By declaring war, rather than conducting political negotiations with Argentina over Britain’s ongoing colonial possession of the Malvinas, Thatcher salvaged her waning public support in Britain, and the bloodletting helped catapult her into a second term of office in Downing Street. Her political “greatness” that so many Western leaders now eulogize was therefore paid in part by the lives of Argentine and British soldiers, and by bequeathing an ongoing source of conflict in the South Atlantic.
It wasn’t just foreigners that Thatcher declared war on. Armed with her snake-oil economic policies of privatisation, deregulation, unleashing finance capitalism, pump-priming the rich with tax awards subsidised by the ordinary working population, Thatcher declared war on the British people themselves. She famously proclaimed that “there was no such thing as society” and went on to oversee an explosion in the gap between rich and poor and the demolition of social conditions in Britain. That legacy has been amplified by both successive Conservative and Labour governments and is central to today’s social meltdown in Britain – more than two decades after Thatcher resigned. Laughably, David Cameron, a protégé of Thatcher, claims that she “saved” Britain. The truth is Thatcher accelerated the sinking of British capitalism and society at large. What she ordered for the Belgrano has in a very real way come to be realised for British society at large.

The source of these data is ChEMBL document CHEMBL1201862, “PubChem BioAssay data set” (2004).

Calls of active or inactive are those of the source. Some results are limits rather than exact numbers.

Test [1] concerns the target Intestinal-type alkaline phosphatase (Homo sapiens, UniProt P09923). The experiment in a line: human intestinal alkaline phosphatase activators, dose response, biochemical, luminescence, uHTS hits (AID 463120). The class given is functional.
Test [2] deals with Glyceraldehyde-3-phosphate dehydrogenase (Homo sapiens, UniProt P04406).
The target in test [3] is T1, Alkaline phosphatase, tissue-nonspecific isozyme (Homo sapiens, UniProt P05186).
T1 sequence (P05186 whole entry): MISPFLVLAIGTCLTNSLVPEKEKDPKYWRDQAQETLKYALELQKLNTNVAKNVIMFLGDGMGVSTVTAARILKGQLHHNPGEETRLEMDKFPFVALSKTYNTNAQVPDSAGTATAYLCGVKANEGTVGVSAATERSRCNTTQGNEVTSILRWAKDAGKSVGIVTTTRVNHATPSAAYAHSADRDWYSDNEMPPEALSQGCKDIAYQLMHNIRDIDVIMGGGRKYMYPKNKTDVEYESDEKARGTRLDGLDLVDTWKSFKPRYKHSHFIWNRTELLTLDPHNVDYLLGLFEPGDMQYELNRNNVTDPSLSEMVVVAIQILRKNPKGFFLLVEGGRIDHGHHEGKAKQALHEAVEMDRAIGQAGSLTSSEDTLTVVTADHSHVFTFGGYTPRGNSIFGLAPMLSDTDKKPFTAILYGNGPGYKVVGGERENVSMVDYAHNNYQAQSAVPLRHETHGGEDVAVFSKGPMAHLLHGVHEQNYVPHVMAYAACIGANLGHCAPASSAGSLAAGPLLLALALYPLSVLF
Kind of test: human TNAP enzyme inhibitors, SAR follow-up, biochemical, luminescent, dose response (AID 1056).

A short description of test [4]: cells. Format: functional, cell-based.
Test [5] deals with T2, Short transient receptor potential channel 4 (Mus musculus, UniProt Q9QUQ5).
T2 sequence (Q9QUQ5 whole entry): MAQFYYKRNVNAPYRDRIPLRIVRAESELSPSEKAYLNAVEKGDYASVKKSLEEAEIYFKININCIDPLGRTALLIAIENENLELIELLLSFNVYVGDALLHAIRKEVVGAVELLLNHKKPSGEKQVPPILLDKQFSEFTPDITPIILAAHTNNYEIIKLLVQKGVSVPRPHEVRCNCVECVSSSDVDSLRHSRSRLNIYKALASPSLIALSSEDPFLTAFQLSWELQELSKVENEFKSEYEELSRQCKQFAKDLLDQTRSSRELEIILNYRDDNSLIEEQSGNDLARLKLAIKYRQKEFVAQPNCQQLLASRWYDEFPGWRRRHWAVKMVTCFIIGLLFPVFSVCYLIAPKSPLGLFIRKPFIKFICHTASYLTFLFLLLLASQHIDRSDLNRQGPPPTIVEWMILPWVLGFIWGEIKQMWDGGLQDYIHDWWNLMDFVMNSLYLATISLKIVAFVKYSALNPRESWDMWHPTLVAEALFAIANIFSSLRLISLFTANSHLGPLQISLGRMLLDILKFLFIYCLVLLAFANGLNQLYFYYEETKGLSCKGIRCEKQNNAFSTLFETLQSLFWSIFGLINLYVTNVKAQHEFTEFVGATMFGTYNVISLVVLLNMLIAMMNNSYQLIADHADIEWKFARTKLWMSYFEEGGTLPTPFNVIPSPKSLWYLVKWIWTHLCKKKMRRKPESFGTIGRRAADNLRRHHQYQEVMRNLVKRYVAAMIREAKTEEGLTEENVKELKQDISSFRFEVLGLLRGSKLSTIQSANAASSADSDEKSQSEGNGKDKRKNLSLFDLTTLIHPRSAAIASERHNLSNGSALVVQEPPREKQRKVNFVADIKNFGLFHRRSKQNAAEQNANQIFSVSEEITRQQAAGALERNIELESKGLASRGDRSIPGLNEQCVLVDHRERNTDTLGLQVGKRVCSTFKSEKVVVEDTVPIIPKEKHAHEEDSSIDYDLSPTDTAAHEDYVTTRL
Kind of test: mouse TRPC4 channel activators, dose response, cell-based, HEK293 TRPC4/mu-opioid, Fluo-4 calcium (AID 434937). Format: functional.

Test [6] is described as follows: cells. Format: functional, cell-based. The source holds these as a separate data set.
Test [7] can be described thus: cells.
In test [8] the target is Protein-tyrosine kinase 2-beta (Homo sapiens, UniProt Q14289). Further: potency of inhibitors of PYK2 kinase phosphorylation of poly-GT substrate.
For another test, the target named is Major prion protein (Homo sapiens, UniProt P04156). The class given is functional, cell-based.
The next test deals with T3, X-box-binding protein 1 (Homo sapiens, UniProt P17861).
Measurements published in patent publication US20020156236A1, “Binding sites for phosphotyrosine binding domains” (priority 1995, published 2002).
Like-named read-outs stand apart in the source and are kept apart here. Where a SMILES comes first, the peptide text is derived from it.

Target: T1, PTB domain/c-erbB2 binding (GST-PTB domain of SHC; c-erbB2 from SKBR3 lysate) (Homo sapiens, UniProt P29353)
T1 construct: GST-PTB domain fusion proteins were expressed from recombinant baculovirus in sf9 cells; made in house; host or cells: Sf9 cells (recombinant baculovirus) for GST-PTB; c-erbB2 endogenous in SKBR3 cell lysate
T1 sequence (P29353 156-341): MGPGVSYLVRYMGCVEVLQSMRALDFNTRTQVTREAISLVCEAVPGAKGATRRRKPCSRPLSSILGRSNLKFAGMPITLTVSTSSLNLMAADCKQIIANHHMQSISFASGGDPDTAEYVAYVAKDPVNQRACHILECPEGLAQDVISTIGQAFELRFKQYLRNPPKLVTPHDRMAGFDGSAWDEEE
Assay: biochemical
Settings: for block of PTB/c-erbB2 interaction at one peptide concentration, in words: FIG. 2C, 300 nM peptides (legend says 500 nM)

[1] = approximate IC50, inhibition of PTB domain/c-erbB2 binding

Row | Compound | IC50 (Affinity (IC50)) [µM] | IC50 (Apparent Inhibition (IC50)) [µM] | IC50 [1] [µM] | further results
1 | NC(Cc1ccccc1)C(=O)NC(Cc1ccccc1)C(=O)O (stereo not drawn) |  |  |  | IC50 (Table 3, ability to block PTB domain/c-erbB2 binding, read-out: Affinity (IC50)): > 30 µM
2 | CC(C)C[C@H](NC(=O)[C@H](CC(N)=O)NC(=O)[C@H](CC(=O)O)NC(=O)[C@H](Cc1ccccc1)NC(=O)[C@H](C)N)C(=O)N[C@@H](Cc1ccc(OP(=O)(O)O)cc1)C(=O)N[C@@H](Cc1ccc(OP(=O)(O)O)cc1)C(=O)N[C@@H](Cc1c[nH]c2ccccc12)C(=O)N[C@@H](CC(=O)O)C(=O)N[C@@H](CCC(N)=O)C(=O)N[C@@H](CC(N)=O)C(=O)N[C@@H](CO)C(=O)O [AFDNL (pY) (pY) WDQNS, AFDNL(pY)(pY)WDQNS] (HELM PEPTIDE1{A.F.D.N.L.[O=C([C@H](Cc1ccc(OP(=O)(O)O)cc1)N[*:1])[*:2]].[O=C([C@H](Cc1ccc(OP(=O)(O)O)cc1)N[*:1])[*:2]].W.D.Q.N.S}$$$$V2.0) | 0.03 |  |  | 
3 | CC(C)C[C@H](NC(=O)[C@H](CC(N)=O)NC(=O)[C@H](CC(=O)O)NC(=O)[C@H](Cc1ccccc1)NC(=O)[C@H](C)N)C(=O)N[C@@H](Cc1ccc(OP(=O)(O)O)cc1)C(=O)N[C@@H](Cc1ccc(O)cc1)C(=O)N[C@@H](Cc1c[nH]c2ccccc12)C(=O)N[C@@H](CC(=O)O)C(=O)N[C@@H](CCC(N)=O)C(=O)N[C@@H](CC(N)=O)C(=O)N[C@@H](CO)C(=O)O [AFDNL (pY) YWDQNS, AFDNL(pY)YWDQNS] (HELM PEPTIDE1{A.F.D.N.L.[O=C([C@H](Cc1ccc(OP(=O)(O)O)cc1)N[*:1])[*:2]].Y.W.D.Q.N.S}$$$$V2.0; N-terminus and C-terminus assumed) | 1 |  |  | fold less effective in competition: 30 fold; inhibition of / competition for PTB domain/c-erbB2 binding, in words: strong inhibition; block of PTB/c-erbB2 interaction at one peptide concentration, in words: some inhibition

During her second term of office in the mid-1980s, the Iron Lady declared war on the “enemy within”. She was referring to Britain’s strongly unionised coal-mining industry. Imagine declaring war on your own population. That is a measure of her pathological intolerance towards others who did not happen to share her obnoxious ideological views – ideological views that have since become exposed as intellectually and morally bankrupt.